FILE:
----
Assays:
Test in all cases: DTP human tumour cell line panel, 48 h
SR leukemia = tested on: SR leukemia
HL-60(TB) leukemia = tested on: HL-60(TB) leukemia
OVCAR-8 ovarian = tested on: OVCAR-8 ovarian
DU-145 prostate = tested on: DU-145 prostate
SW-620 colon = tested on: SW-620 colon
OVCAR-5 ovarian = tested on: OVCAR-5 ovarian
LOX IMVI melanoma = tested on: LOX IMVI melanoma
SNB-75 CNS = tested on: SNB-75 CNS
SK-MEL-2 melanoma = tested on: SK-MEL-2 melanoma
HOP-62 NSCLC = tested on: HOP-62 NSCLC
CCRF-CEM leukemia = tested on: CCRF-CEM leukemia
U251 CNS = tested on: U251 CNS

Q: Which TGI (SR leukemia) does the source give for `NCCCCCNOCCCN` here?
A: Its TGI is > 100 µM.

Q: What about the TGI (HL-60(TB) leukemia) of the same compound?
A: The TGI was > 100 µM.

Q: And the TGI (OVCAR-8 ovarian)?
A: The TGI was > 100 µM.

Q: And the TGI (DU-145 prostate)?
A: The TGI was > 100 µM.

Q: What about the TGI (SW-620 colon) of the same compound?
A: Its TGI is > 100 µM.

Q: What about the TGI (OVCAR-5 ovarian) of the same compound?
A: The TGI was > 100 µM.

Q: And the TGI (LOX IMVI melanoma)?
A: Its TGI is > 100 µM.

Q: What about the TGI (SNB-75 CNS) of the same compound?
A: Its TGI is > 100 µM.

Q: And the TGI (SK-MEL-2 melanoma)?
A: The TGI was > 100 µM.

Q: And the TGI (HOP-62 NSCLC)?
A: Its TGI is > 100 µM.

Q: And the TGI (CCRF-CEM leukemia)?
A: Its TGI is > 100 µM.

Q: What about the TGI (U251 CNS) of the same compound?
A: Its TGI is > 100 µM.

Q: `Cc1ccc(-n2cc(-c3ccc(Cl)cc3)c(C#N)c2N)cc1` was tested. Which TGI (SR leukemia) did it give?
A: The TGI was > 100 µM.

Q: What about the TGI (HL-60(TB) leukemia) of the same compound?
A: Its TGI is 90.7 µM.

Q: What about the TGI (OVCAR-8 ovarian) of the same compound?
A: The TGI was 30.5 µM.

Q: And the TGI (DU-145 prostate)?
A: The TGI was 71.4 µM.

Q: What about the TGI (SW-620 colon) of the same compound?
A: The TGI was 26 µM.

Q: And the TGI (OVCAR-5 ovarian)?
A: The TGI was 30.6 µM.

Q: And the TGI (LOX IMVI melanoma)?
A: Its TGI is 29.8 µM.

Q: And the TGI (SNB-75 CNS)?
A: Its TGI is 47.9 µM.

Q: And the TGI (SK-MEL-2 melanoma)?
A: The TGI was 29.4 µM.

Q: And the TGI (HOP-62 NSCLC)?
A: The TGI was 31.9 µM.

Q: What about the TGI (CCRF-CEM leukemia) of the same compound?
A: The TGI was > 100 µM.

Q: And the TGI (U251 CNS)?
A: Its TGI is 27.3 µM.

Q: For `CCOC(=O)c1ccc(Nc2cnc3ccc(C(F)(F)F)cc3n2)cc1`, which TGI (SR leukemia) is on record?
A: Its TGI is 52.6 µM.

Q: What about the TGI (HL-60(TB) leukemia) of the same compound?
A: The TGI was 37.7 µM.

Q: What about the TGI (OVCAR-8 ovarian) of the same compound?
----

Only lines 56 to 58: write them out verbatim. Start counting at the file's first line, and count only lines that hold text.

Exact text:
A: The TGI was 29.4 µM.

Q: And the TGI (HOP-62 NSCLC)?
A: The TGI was 31.9 µM.